Dick Wanner reported on the new weathervane exhibit at Landis Valley Village and Farm Museum for Lancaster Farming (the leading farm newspaper for the Northeast and Mid-Atlantic). He spoke with curator Jennifer Royer and site administrator Jim Lewars and wrote a detailed article about some of the featured artifacts, including the oldest known weathervane in the U.S., produced in 1699 for William Penn and two of his business partners, Samuel Carpenter and Caleb Pusey. The exhibit will be on view through December.

Coming up...

Conrad Weiser Homestead
April 3: Spring Lecture—speaker is Mark Turdo, curator of the Peter Wentz Farmstead, presenting "Without Noise or Parade: The Spiritual and Material Culture of Moravian Indian Missions." Site is open noon-4 pm, the lecture is at 2.

Ephrata Cloister
April 2: Benefit Brunch at Ten Thousand Villages—the Ten Thousand Villages store in Ephrata will donate 15% of food and merchandise purchases between 9 am and 3 pm today to support the programs of the site. It's a win-win (or a win-win-win, since you'll also be supporting Ten Thousand Villages' fair trade programs). Site volunteers will also be on hand to talk about upcoming programs.

Erie Maritime Museum and Flagship Niagara
April 1: Tickets for Tall Ships Erie—as of today, tickets are available to the general public for Tall Ships Erie 2016, Sept. 9-11.

Old Economy Village
April 1: Village reopens for the season—open Wed-Sat, 10 am-5 pm, Sun, noon-5 pm.
April 2: Blacksmithing Demonstration—Included in regular admission.

Pennsbury Manor
April 3: Tools of the Tradejoiner and blacksmith trades demos. Included in regular admission. 1-4 pm.

Pennsylvania Lumber Museum
April 3: Community Dayplanned events include trades demos in the logging camp, a guided walk on the Sustainable Forestry Trail (about a mile), and a 5-mile group hike on the trails around the museum. Community groups will be on hand in the visitor center to share their info, and there will be food and drink for purchase. Admission is free. Event will be held rain or shine (and there is great stuff to see inside if it's rainy). 9 am-5 pm.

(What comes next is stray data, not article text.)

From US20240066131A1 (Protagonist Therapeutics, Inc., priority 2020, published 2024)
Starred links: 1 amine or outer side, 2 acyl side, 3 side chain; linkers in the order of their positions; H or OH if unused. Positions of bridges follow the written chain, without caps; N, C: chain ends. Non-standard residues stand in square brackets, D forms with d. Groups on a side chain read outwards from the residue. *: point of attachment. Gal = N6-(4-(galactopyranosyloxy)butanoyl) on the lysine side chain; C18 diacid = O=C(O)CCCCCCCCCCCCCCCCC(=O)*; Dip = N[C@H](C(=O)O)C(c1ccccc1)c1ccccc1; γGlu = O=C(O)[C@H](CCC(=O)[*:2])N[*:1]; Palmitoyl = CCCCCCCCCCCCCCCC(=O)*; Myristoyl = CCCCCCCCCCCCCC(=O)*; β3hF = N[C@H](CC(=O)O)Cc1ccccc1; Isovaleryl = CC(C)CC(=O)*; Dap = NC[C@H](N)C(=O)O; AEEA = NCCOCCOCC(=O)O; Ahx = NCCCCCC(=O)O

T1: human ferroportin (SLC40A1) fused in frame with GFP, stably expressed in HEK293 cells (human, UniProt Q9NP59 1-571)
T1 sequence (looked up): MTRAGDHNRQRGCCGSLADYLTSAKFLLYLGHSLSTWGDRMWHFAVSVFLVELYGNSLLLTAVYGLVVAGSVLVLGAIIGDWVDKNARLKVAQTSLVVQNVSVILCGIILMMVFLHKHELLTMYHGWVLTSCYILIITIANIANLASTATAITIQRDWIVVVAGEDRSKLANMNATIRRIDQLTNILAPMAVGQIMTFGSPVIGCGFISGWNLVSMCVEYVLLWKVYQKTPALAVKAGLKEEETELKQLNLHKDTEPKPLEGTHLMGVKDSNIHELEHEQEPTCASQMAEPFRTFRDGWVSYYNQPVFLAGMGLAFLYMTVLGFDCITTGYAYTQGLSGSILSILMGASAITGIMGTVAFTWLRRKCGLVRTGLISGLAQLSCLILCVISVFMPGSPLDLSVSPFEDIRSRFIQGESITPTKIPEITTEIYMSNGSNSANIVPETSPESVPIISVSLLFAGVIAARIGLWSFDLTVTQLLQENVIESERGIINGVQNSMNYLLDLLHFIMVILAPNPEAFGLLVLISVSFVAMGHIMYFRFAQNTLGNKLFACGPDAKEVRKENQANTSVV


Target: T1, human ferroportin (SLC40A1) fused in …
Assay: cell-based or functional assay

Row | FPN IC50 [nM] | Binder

Pennsylvania Military Museum
April 6: Friends Richard Koontz Memorial Lecture Series—"The Mexican Border War" features Maj. Gen. John Stevens (U.S. Army Retired) discussing Pres. Woodrow Wilson's decision to send an American expedition (led by Brig. Gen. John Pershing) to pursue "Pancho" Villa in 1916. Donations accepted. 7:30 pm.

Somerset Historical Center
April 4: “The Umberger Murder and the Trial of the Nicely Brothers”—in 1891, the Nicely Brothers were executed for killing Herman Umberger. Gretchen Smith and Jacob Miller will share the story of the murder, the trial, the execution, and the controversy surrounding them. The program will be followed by the Historical & Genealogical Society of Somerset County’s Annual Meeting. Admission is free. 6 pm.

State Museum of Pennsylvania
April 1: PA State Geography Bee—please note that Mammal Hall and the Archaeology Galleries will be closed 12:15-2 pm today for the preliminary rounds of the state geography bee.

And now...

We are pleased to announce a new partnership with City of Pittsburgh - Office of the Mayor to make Pittsburgh,...

Posted by Carnegie Museum of Art on Friday, April 1, 2016

We took our five tribbles out of storage and fed them. What could go wrong? Learn more: #TribbleTrouble #BoldyGo

Posted by National Air and Space Museum, Smithsonian Institution on Friday, April 1, 2016